Texas-based creative writer. Semi-professional thrift-shopper. Still adjusting to the fact…
Jordan Peele made the unexpected but successful switch from comedy to horror with his directorial debut Get Out, a psychological thriller that hit theatres in 2017.
The movie broke new ground by tying themes of racial issues and social justice to a darker undercurrent. It played with the history of oppression while bringing in the collective fears of black America in a “post-racial” world. Even for non-black audiences, Get Out’s careful pacing, expert storytelling and stunning visuals made it an award-winning success.
On Christmas, a trailer dropped for Peele’s next movie, Us. The apparent horror/thriller stars Oscar-winning actress Lupita Nyong’o and Black Panther debut actor Winston Duke as the parents of a young family on vacation.
They’re headed to a beach getaway with their two children, Jason and Zora. They meet up with possible family friends or neighbors for a relaxing afternoon by the waves.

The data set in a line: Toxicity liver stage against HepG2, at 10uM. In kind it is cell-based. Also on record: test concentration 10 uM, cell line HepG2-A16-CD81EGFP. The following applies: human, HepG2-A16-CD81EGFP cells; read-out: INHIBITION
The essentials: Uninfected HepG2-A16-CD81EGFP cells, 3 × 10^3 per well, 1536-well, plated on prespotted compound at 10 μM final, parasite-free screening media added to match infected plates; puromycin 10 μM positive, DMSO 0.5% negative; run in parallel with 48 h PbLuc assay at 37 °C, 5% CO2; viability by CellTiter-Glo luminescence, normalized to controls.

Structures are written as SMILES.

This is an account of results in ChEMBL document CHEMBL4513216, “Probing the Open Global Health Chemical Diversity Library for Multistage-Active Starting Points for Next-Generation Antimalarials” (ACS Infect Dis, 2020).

But things take a turn for the creepy when Jason disappears briefly on the beach, finding a blood-soaked, clown-like figure on a stake. Later that night, similar shady characters appear outside their door, wearing red jumpsuits and strange masks reminiscent of Friday the 13th.
When the family is confronted with the strangers, they reveal themselves to be horrifying doppelgangers of them. A fast-paced escape attempt ensues, coupled with one-on-one battles where the family must—literally—face-off with themselves for survival.
Just the trailer alone took the Internet by storm, resulting in a myriad of art from fan-made movie posters to paintings, even tying in references from Get Out. It’s no question that the movie has big shoes to fill, as fans and critics alike eagerly await its release next month (March 22).
What did you think about the trailer? Is it too early for the hype? Share and leave a comment below to let us know!
What's Your Reaction?
Texas-based creative writer. Semi-professional thrift-shopper. Still adjusting to the fact that “weird” is the new cool and embracing her quirks regardless. Usually scrolling through fashion blogposts, bingeing k-drama/Netflix, finishing a book, or avoiding that pesky existential dread.